The revised tax applies from June 1st and includes the cosmetics, fashion and hygiene industries, with most imports seeing a reduced tariff of 50 per cent.
On the back of this news, L'Oreal was among the beauty brands to welcome the decision and even announced it was also going to lower the prices of its imported products.
"We have decided to actively respond to this decision by lowering the prices of most of our imported products, as we believe it will encourage domestic consumption," L'Oreal said in a statement sent to Reuters.
According to that publication, China's government is lowering the tariff as an "important measure to create stable growth and push forward structural reform" at a time when Chinese tourists are splurging overseas.
L'Oreal's presence in Asia
The international cosmetics giant recently launched its' beauty app 'Makeup Genius' in Hong Kong which allows customers to test the brand's products using their mobile phones or tablets as a virtual mirror.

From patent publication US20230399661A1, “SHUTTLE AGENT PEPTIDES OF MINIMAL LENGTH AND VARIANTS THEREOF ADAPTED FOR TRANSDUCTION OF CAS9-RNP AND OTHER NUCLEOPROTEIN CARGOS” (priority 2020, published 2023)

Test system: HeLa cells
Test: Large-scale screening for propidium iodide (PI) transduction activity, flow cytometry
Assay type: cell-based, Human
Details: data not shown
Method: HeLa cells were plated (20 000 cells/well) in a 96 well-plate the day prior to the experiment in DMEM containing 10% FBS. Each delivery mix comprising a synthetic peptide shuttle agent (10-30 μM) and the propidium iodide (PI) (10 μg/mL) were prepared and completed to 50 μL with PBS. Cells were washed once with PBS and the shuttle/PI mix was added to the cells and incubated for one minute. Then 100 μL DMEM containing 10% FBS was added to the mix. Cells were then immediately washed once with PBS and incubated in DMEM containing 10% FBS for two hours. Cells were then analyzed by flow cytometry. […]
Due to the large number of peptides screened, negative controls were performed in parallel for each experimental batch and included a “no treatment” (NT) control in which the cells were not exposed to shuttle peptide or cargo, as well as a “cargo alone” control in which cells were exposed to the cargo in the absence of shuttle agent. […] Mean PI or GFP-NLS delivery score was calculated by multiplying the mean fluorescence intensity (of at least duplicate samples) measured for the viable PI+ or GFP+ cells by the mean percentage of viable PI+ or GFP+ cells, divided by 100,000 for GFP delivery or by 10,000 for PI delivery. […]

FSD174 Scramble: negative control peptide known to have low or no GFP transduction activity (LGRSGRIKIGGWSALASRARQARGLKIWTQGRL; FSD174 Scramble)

Mobile apps are offering a strong marketing platform for beauty players like L’Oreal, whose virtual mirror has proved successful among consumers looking to ‘try out’ the brand’s cosmetics.
The app first launched last year in Paris has since expanded across Europe, the US and Asia; now giving shoppers in Hong Kong the opportunity to mix and match make-up looks by scanning bar codes at tills.
According to L'Oreal reps, 'Makeup Genius' has racked up 9 million downloads globally, which breaks down as "one download every 4.2 minutes" via a virtual reality experience that helps to personalise products.
“By combining our knowledge of consumers and the science of colours with technologies for monitoring facial expressions, we have been able to produce an extremely realistic colour-rendering in real time using just an iPhone camera," says Guive Balooch at L’Oreal Research and Innovation.
In markets like France and China, the app already facilitates online purchases but has yet to offer this service in Hong Kong.